Brazil was dealt its first loss of the tournament on Aug. 30, when it fell to the United States, the defending Olympic champion, 70-68, in the final seconds.

Point guard Marcelo Huertas was fouled on a drive to the basket with 3.5 seconds left. He missed the first free throw and then the second intentionally but grabbed the rebound in the corner and passed it to Barbosa, who was closer to the basket. He shot over Kevin Love, but the ball hit the back and front of the rim before falling to the floor as the buzzer sounded.

“I thought it was going to go in, but it’s OK,” said Barbosa, who scored 14 points, ESPN.com reported. “I think we did a great job, it was a great game. I don't think the USA knew that we could cause problems for them and we did it.”

Marcus Vinicius Vieira Souza scored a team-high 16 points and Splitter added 13 points and 10 rebounds. The U.S. was led by Kevin Durant (27 points, 10 rebounds), guard Chauncey Billups (15 points) and guard Derrick Rose (11 points).

“[Brazil] was the South American champion, they were 9-0 and won a tournament in Puerto Rico last year with the same team they have for this tournament, so they’re seasoned together,” said U.S. coach Mike Krzyzewski, as reported by ESPN.com.

Brazil finishes pool play against Slovenia on Sept. 1 and Croatia on Sept. 2. The top four teams in each of the four pools advance to the knockout round. Brazil hasn’t reached the medal round since 1986, when it placed fourth after losing to Yugoslavia, 117-91.

Brazil’s national basketball team also boasts those who excel in European leagues, including Huertas, of Spain’s Caja Laboral, and France’s Le Mans’ forward J.P. Batista, who was named to the national team to replace Nenê Hilário (NBA’s Denver Nuggets), who was sidelined for the event with inflammation in his legs.

But Magnano also is grooming younger talent, as he added Raulzinho, an 18-year-old guard who plays for the Minas Tennis Club, to the roster.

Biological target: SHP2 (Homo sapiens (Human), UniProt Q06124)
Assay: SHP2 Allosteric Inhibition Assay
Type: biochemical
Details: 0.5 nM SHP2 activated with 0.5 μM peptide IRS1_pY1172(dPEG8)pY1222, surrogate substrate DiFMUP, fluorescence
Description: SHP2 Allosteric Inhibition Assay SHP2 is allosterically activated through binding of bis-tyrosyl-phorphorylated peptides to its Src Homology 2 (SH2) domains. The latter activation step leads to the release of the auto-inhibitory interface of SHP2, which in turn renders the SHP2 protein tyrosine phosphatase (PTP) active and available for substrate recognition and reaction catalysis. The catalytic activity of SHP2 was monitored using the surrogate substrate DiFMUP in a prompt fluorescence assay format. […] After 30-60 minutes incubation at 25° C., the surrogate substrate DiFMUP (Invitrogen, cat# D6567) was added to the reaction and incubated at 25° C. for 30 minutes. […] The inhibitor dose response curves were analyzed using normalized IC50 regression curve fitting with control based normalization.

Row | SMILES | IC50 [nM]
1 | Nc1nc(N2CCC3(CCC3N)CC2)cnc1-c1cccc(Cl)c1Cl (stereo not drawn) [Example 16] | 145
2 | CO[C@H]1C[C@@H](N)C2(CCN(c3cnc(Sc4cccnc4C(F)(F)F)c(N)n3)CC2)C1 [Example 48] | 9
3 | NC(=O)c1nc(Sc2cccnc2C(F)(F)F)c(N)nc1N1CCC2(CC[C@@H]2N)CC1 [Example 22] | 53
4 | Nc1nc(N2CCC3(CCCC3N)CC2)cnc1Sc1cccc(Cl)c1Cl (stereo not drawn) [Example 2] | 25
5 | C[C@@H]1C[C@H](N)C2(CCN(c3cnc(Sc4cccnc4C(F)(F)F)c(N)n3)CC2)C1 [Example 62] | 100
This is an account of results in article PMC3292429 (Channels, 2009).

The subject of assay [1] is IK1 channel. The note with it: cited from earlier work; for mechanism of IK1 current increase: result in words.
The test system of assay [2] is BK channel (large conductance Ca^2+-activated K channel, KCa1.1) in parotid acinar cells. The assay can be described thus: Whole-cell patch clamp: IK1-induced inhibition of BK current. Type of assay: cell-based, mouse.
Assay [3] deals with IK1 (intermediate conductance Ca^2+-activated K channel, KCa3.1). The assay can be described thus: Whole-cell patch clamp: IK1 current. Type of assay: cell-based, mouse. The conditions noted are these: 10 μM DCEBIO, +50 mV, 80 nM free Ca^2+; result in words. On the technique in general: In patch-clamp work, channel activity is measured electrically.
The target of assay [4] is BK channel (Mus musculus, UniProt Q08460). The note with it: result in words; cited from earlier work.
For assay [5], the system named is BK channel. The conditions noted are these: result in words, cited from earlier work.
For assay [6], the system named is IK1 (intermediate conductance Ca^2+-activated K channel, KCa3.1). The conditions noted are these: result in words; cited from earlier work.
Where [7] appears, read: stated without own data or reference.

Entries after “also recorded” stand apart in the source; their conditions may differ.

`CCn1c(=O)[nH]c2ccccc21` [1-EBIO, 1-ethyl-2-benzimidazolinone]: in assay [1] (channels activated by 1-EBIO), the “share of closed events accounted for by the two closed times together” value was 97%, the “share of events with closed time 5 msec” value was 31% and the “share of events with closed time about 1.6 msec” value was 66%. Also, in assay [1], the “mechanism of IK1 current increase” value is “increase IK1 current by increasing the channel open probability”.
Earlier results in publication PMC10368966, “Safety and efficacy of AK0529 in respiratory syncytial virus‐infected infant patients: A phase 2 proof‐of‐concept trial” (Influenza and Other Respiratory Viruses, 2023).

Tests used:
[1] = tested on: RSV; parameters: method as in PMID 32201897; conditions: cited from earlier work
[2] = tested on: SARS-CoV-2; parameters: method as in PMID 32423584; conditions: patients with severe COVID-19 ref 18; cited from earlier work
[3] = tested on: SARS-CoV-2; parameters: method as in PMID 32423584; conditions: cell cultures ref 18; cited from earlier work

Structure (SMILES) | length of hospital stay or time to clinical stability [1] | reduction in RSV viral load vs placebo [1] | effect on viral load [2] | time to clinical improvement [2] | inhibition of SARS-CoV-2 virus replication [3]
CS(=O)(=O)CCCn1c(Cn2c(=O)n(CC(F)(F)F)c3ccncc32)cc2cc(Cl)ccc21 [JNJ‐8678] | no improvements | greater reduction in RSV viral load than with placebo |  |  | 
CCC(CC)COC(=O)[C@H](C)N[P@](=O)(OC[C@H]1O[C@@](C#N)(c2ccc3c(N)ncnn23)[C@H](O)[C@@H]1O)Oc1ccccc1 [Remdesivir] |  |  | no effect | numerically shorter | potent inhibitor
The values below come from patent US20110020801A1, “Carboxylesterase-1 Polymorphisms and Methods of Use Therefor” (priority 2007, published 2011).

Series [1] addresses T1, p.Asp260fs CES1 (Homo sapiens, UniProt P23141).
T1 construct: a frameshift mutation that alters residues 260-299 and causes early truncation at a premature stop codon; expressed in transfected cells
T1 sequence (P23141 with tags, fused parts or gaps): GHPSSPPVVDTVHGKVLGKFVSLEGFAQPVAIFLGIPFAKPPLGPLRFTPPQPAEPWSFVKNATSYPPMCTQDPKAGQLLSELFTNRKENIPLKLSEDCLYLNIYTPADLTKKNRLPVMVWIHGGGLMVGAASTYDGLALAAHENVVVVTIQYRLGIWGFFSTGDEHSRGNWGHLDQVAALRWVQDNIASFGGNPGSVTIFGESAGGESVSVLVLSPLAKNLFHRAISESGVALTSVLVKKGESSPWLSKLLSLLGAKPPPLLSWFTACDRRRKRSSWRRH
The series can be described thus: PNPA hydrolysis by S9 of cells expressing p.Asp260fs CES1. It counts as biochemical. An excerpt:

“From the first day, I have been welcomed with open arms because the players know what it's like to be new to the team having experienced that themselves,” said Raulzinho, as reported by FIBA.com. “It's great to practice and play with the likes of Tiago Splitter and Anderson Varejão. But I'm learning a lot by playing with Marcelinho Huertas, who is a great teacher. As for our coach Rubén Magnano, I speak often to him and we talk about tactics, about my game. He is very approachable.”

The team’s ultimate goal is completing its gold rush when Rio de Janeiro hosts the 2016 Olympics. But the country needs to make a bigger investment in the sport if it’s to topple the world’s top teams, such as defending world champion Spain, Argentina, and of course, the United States, Minas coach Flávio Davis says.

“Brazil can indeed become the 2016 world champion,” Flávio Davis says. “We have a winning Olympic trainer and many athletes are rising, but they are still few considering the country’s potential. It’s important to [have] a policy not only to build stadiums and gyms. We need to train the coaches, to make them good teachers. This way, we could stop missing out on the talent that gets lost along the way.”